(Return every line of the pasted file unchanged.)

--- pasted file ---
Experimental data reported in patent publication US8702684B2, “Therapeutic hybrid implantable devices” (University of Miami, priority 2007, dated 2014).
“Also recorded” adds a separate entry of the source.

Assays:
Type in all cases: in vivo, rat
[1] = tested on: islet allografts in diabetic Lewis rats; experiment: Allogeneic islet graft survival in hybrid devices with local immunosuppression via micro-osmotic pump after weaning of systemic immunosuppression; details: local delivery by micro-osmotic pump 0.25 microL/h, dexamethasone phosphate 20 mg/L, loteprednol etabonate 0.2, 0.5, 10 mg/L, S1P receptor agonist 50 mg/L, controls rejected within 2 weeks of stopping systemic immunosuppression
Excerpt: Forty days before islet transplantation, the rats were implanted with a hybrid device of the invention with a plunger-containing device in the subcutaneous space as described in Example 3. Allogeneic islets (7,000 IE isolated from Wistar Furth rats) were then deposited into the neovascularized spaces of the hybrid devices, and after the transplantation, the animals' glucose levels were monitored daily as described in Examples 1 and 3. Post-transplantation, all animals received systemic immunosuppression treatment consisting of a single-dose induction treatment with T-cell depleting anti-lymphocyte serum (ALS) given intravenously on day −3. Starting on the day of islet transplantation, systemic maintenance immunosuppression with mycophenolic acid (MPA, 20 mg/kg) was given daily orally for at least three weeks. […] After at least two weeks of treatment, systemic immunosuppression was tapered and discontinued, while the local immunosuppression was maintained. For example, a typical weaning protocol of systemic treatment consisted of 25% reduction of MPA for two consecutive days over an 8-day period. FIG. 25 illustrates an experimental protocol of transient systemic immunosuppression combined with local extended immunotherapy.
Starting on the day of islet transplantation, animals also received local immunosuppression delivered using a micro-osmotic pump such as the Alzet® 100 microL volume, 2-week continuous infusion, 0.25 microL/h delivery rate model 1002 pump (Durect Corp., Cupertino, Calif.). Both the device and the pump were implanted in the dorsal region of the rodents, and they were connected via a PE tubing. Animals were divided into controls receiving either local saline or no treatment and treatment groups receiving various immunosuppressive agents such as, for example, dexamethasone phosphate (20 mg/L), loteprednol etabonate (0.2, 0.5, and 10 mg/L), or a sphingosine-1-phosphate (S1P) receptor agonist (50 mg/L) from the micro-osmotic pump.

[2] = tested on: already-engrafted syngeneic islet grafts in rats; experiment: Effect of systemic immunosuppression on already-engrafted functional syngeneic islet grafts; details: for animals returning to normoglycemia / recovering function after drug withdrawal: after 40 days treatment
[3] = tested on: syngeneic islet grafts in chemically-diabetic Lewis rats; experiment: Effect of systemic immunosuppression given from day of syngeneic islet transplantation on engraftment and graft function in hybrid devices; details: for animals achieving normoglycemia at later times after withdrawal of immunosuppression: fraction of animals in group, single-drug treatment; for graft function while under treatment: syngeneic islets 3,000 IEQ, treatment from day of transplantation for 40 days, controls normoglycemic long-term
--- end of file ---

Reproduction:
Experimental data reported in patent publication US8702684B2, “Therapeutic hybrid implantable devices” (University of Miami, priority 2007, dated 2014).
“Also recorded” adds a separate entry of the source.

Assays:
Type in all cases: in vivo, rat
[1] = tested on: islet allografts in diabetic Lewis rats; experiment: Allogeneic islet graft survival in hybrid devices with local immunosuppression via micro-osmotic pump after weaning of systemic immunosuppression; details: local delivery by micro-osmotic pump 0.25 microL/h, dexamethasone phosphate 20 mg/L, loteprednol etabonate 0.2, 0.5, 10 mg/L, S1P receptor agonist 50 mg/L, controls rejected within 2 weeks of stopping systemic immunosuppression
Excerpt: Forty days before islet transplantation, the rats were implanted with a hybrid device of the invention with a plunger-containing device in the subcutaneous space as described in Example 3. Allogeneic islets (7,000 IE isolated from Wistar Furth rats) were then deposited into the neovascularized spaces of the hybrid devices, and after the transplantation, the animals' glucose levels were monitored daily as described in Examples 1 and 3. Post-transplantation, all animals received systemic immunosuppression treatment consisting of a single-dose induction treatment with T-cell depleting anti-lymphocyte serum (ALS) given intravenously on day −3. Starting on the day of islet transplantation, systemic maintenance immunosuppression with mycophenolic acid (MPA, 20 mg/kg) was given daily orally for at least three weeks. […] After at least two weeks of treatment, systemic immunosuppression was tapered and discontinued, while the local immunosuppression was maintained. For example, a typical weaning protocol of systemic treatment consisted of 25% reduction of MPA for two consecutive days over an 8-day period. FIG. 25 illustrates an experimental protocol of transient systemic immunosuppression combined with local extended immunotherapy.
Starting on the day of islet transplantation, animals also received local immunosuppression delivered using a micro-osmotic pump such as the Alzet® 100 microL volume, 2-week continuous infusion, 0.25 microL/h delivery rate model 1002 pump (Durect Corp., Cupertino, Calif.). Both the device and the pump were implanted in the dorsal region of the rodents, and they were connected via a PE tubing. Animals were divided into controls receiving either local saline or no treatment and treatment groups receiving various immunosuppressive agents such as, for example, dexamethasone phosphate (20 mg/L), loteprednol etabonate (0.2, 0.5, and 10 mg/L), or a sphingosine-1-phosphate (S1P) receptor agonist (50 mg/L) from the micro-osmotic pump.

[2] = tested on: already-engrafted syngeneic islet grafts in rats; experiment: Effect of systemic immunosuppression on already-engrafted functional syngeneic islet grafts; details: for animals returning to normoglycemia / recovering function after drug withdrawal: after 40 days treatment
[3] = tested on: syngeneic islet grafts in chemically-diabetic Lewis rats; experiment: Effect of systemic immunosuppression given from day of syngeneic islet transplantation on engraftment and graft function in hybrid devices; details: for animals achieving normoglycemia at later times after withdrawal of immunosuppression: fraction of animals in group, single-drug treatment; for graft function while under treatment: syngeneic islets 3,000 IEQ, treatment from day of transplantation for 40 days, controls normoglycemic long-term